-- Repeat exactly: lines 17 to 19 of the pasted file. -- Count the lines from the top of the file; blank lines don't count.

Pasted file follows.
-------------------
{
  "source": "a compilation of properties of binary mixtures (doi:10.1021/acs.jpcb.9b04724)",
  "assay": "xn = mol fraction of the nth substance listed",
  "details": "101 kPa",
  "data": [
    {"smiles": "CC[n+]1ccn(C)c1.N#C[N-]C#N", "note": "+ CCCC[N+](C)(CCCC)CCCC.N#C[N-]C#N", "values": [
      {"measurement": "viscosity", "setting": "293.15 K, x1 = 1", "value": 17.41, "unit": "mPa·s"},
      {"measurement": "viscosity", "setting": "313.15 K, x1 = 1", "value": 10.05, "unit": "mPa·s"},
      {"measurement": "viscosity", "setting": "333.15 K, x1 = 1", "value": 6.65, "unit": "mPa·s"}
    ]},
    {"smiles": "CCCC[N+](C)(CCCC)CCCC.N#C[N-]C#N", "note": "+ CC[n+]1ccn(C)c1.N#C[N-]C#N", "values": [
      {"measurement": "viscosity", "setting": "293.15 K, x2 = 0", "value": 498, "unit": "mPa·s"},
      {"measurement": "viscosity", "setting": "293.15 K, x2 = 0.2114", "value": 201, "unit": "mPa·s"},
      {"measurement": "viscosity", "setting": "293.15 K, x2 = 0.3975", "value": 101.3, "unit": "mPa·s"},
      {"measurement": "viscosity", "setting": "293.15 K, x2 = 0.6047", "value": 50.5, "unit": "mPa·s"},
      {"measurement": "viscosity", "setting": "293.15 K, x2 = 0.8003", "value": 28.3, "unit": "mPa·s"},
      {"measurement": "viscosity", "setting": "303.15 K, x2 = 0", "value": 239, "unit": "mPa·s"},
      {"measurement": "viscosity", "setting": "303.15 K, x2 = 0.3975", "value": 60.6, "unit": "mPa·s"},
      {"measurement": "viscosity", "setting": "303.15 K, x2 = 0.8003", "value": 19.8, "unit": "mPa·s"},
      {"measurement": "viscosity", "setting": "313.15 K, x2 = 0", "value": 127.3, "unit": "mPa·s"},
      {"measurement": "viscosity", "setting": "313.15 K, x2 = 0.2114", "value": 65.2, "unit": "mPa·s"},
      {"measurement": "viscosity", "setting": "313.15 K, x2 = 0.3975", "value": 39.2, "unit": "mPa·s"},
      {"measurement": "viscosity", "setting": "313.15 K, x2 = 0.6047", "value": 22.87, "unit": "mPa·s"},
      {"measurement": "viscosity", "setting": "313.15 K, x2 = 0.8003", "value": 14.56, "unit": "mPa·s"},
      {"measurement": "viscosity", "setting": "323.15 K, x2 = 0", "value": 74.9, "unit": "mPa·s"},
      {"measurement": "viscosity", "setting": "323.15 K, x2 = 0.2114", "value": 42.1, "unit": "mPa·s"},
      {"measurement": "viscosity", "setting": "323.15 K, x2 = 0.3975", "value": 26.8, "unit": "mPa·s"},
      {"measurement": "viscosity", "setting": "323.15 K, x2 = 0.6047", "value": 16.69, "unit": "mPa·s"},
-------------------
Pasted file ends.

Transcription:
      {"measurement": "viscosity", "setting": "303.15 K, x2 = 0", "value": 239, "unit": "mPa·s"},
      {"measurement": "viscosity", "setting": "303.15 K, x2 = 0.3975", "value": 60.6, "unit": "mPa·s"},
      {"measurement": "viscosity", "setting": "303.15 K, x2 = 0.8003", "value": 19.8, "unit": "mPa·s"},